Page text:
Most occupational illnesses are chronic illnesses of the respiratory organs and illnesses caused by vibration and noise. The most frequent factors that affect the number of occupational illness cases are a higher level of noise and vibration in the workplace and high gas and dust content in the air of the work area.

In 2013, for the first time, 99 chronic occupational illnesses were diagnosed. The largest number of occupational illnesses was diagnosed among workers and pensioners of JSC PIMCU: 96 chronic illnesses diagnosed in 41 people.

Safety culture development at nuclear facilities

Work to develop safety culture is carried out at all NPPs of ROSATOM.

Main results of 2013:

  • preparatory work to implement the safety culture enhancement process in the management system was completed;
  • a safety culture pattern, its continuous improvement strategy, a system of regulations, a set of methodologies for assessment and self-assessment of the safety culture level, a corporate web portal on issues related to the safety culture have been developed.

In 2014, it is planned to produce the document “ROSATOM’s Policy in the Field of the Safety Culture Improvement at Nuclear Facilities”.

2.7.1.8. Radiation impact on the Corporation’s personnel

Ionising radiation is a specific production factor for ROSATOM’s enterprises.

The radiation safety criteria for personnel are stipulated in the existing radiation safety standard (NRB-99/2009), basic sanitary rules of radiation safety (OSPORB-99/2010) and other regulatory documents. Most of the enterprises meet these requirements.

Personnel exposure doses

In 2013, in the Corporation’s organisations, 67,578 people of Group A were subject to individual health physics monitoring.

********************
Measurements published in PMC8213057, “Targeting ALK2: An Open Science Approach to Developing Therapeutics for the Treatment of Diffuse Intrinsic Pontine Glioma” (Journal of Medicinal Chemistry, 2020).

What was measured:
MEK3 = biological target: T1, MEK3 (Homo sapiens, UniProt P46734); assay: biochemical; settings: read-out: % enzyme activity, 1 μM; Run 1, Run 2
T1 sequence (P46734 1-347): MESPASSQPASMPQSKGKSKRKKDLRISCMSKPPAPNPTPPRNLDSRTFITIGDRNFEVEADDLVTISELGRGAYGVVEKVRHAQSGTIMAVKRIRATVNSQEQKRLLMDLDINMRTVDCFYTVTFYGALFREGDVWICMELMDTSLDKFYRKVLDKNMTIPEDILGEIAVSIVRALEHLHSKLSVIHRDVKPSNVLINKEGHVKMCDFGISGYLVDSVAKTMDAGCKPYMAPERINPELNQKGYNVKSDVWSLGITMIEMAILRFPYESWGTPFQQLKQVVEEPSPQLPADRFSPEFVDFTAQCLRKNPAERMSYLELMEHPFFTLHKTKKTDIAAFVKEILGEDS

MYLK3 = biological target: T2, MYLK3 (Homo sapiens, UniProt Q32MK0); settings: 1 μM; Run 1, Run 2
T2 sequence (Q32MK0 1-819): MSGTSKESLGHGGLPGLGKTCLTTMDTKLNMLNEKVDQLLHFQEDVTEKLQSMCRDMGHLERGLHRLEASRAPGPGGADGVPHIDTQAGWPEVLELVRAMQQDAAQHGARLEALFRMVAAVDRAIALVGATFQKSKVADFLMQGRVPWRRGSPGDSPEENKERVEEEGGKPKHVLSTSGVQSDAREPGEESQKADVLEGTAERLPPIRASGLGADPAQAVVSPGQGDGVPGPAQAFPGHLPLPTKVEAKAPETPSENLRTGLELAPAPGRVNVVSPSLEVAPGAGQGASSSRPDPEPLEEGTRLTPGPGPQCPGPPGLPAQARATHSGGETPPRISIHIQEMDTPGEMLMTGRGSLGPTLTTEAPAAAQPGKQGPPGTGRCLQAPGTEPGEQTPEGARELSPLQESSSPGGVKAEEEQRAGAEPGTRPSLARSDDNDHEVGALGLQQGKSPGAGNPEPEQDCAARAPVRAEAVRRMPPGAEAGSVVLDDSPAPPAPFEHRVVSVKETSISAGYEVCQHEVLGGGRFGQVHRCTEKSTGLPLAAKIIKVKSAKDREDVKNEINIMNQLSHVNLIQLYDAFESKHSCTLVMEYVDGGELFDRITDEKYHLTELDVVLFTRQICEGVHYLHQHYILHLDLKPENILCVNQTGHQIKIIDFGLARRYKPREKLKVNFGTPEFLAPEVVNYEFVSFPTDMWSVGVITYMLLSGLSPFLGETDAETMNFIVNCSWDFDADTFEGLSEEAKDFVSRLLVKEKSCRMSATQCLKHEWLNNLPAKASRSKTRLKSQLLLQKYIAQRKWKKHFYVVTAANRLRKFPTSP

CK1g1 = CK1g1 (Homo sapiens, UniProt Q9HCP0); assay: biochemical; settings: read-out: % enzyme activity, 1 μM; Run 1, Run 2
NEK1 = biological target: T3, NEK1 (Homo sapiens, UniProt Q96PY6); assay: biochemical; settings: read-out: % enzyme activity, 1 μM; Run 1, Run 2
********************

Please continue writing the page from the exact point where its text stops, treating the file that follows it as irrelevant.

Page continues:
Fig. Distribution of Group A personnel by range of effective dose for a year

The annual average effective exposure dose of the personnel (AAED) was 1.67 mSv; over the past five years, this value has remained nearly unchanged within a range of ±0.03 mSv.

For 53.0 % of the sector employees’, dose burdens did not exceed the main dose limit for the general public of 1 mSv per year.

Fig. Annual average effective exposure dose of the personnel, mSv/year

In 2013, there were no cases where the dose limits established by NRB-99/2009 for personnel were exceeded. Among the personnel, there are still no persons whose total effective dose exceeds 100 mSv over five subsequent years. There is not a single person with the sector’s enterprises with a dose exceeding the annual limit of 20 mSv.

Fig. Personnel exposure indicators

Number of people subject to
individual health monitoring
201120122013
68,461 68,396 67,578
AAED ≤ 1 mSv 36,058 35,073 35,808
Σ AAED > 100 mSv over 5 years 0 0 0
20 < AAED < 50 mSv 28 19 0

Assessment of individual risk of employees

In 2013, the sectoral enterprises used the ARMIR computer system to assess individual radiation risks. This work was carried out to optimise the radiation protection of the personnel and improve the effectiveness of the medical insurance aimed at rendering aid to the persons within the higher risk group. In 2013, the ARMIR was used to process the individual data of 90.8 % (91.4 % in 2012 and 90.4 % in 2011) of the total number of employees subject to the individual health monitoring at the Corporation’s enterprises. For 772 people, the individual radiation risk exceeded the value of 10-3 (in 2012 a higher risk was reported for 865 people and in 2011 for 866 people). They are mainly veterans of the nuclear industry who received most of their doses during their early work years. The percentage of persons with higher individual risk is 1.25 %. (1.3 % in 2012).

Fig. Individual radiological risks of the employees